Well folks, our favorite author and ocean advocate Ted Danson is everywhere these days. Today, a video for you in which Ted tries to teach some kids about the problems plaguing the oceans, with soporific effects. It‚Äôs entertaining, check it out:
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Pick up a copy of Ted‚Äôs fantastic new book, ‚ÄúOceana:Our Endangered Oceans and What We Can Do to Save Them,‚ÄĚ if you haven‚Äôt already! (It‚Äôs for fish nerds and non-fish nerds alike; we promise it‚Äôll keep you awake.)
Ted Danson was on NBC Nightly News with Brian Williams this weekend, talking about his book, "Oceana: Our Endangered Oceans and What We Can Do to Save Them." Once again he does a fantastic job describing the state of the world's oceans - and why he's optimistic that they can be saved in our lifetimes. If you haven't picked up your copy of "Oceana" today, be sure to order one here!
On the anniversary of the oil spill, New York Times columnist and author Mark Bittman sat down with Ted Danson to talk about Ted's book, "Oceana: Our Endangered Oceans and What We Can Do to Save Them." I can't embed the video here, but be sure to hop over to the Times' site to watch the clip! Enjoy.
I am a Californian now, but I was born a child of the desert. My parents raised me in Arizona, where my father worked as an archaeologist, and my mother took me to wander the scrubby ravines near our home. She saw beauty everywhere. As a small boy I just saw great opportunities for hide and seek.
Once a year, for our summer vacation, we would drive to the beach. I still remember the great anticipation I felt as our station wagon crested the last mild incline that would give us a view of the Pacific Ocean. It filled me with an awe I still feel today, and as an adult I‚Äôve always lived a window away from its expanses.
But my appreciation for the ocean is complicated by the knowledge that we risk it every day for oil. Last year‚Äôs Gulf of Mexico oil disaster was a bellwether tragedy for the oceans. We know less about the deep sea than we do about the surface of Mars ‚Äď just as we still don‚Äôt know the true cost of the worst oil disaster in U.S. history a year later.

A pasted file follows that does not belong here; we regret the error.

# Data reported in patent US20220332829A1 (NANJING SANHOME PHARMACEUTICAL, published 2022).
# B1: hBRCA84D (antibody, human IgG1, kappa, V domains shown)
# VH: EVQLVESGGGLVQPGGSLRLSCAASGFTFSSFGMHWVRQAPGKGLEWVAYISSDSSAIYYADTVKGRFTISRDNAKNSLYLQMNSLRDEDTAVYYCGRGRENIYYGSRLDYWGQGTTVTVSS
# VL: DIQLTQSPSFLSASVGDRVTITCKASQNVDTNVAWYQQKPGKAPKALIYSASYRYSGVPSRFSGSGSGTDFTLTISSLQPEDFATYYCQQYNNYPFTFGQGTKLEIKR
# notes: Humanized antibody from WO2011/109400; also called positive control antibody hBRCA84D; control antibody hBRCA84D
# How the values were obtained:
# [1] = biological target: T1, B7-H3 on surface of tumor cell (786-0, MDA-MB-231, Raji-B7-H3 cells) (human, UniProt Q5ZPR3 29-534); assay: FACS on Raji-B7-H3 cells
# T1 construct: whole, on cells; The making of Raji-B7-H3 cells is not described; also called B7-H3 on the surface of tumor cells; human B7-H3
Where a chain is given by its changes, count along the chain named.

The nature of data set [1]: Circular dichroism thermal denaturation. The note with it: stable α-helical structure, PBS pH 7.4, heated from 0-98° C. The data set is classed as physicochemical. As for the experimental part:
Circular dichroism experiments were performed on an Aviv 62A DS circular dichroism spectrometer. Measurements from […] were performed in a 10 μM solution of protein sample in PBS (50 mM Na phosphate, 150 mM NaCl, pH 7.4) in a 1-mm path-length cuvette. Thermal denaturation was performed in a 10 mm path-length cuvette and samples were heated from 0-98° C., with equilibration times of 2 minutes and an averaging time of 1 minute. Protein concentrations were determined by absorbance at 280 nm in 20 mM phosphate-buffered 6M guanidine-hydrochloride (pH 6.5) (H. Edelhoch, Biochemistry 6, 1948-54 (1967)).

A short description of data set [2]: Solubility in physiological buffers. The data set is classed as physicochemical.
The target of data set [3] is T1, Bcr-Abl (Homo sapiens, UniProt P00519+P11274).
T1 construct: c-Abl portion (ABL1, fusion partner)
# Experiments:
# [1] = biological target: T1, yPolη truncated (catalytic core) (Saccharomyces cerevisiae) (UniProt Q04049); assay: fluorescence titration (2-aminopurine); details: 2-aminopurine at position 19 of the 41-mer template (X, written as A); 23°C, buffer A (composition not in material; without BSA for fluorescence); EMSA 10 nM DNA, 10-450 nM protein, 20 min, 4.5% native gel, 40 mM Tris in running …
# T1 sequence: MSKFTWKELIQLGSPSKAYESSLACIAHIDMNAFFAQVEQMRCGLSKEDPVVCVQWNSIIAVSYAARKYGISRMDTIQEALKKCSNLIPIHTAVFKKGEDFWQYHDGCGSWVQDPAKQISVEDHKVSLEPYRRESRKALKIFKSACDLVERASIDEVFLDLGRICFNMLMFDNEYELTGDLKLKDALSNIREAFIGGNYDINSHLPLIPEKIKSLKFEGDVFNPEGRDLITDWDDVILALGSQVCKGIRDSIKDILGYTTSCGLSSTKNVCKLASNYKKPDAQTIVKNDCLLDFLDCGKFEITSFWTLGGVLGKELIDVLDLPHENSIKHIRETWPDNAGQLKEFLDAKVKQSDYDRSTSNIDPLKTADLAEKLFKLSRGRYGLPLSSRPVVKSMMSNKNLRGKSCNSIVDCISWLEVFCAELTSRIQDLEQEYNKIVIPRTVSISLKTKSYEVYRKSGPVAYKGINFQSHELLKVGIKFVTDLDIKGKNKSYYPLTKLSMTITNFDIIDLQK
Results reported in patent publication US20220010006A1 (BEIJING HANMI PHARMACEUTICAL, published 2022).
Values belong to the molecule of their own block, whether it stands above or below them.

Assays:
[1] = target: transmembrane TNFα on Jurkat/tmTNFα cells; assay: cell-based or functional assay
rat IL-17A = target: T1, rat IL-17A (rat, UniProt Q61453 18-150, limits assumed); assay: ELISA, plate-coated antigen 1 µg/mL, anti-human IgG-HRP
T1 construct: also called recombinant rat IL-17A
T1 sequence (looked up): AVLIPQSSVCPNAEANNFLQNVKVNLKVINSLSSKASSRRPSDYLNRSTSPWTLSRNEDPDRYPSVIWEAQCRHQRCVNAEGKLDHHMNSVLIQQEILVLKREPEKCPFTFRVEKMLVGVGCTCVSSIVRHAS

Today the Huffington Post has a great slideshow of images -- including one of a darling young Ted Danson -- from his new book, ‚ÄúOceana: Our Endangered Oceans and What We Can Do to Save Them.‚ÄĚ
Have you gotten your copy yet? No? What are you waiting for!? In case you need some more convincing, here‚Äôs the book trailer:
Now go get your copy and spread the word!
Our pal Ted Danson was on Jimmy Fallon last night to talk about his new book, ‚ÄúOceana: Our Endangered Oceans and What We Can Do to Save Them.‚ÄĚ I‚Äôm not sure why Fallon decided to turn the lights off, but it makes for quite a dramatic effect when Ted is talking about the book. Check it out:
Oceana board member and actor Ted Danson‚Äôs new book, ‚ÄúOceana: Our Endangered Oceans and What We Can Do to Save Them,‚ÄĚ hits the streets today. Here‚Äôs Ted on the Today Show this morning talking about the book:
I‚Äôve been involved in ocean conservation for decades, and in that time, a lot has changed, but a lot has stayed the same. Last year I decided it was time to write it all down before I get too old to tell the difference.
With the talented Michael D‚ÄôOrso as my co-author, I wrote ‚ÄúOceana: Our Endangered Oceans and What We Can Do to Save Them,‚ÄĚ and it hits the street on March 15. We set out to write a book that describes -- in an entertaining and informative way -- the most critical threats to the oceans, and how we can turn them around. I think we did a pretty darn good job, if I do say so myself. I thought you might like a preview.
The book opens with a chapter on the issue that propelled me into ocean conservation -- offshore drilling. I joined a local protest in the mid-1980s to oppose offshore oil drilling near my Southern California neighborhood. Fast forward to 2010, when I testified before Congress on the dangers of expanded offshore drilling. Like I said, things change, but they remain the same.
Ted Danson is a member of Oceana's board of directors, and has been active in the fight against offshore drilling for decades. This guest post originally appeared on The Huffington Post.
I haven't heard news this good in a long time. The Obama administration's announcement to protect the Eastern Gulf of Mexico and both U.S. coasts from offshore drilling as part of the next five-year plan is a massive win for our oceans and every living thing that relies on them.
What's more, the administration said it would reconsider Shell's proposal to drill in the Arctic's Beaufort Sea, a sign that the president's commitment to science and preparedness were not just lip service.
The decision is a reversal of the plans President Obama announced in March -- before the largest environmental disaster in our nation's history began staining the Gulf of Mexico black.
Tomorrow Oceana board member Ted Danson will testify against offshore drilling in the Chukchi Sea in Alaska (more specifically, Lease sale 193). Danson, a long time ocean advocate, believes that the Arctic is not ready for offshore development. There is a lack of baseline science to determine if offshore drilling can be conducted safely in the region, and there is neither the infrastructure nor the response capability to respond to a large spill.
This past week Danson visited the Arctic community of Barrow, Alaska. Accompanied by Oceana‚Äôs Pacific Director Susan Murray, Mike LeVine and myself, Ted visited with Mayor Edward Itta of the North Slope Borough, Director Taqulik Hepa of the North Slope Borough Department of Wildlife Management, Chairman Harry Brower of the Alaska Eskimo Whaling Commission, and other officials. Oceana hosted a community meet-and-greet where Danson took the opportunity to meet and learn from coastal residents, while sharing his stories and connections to the ocean.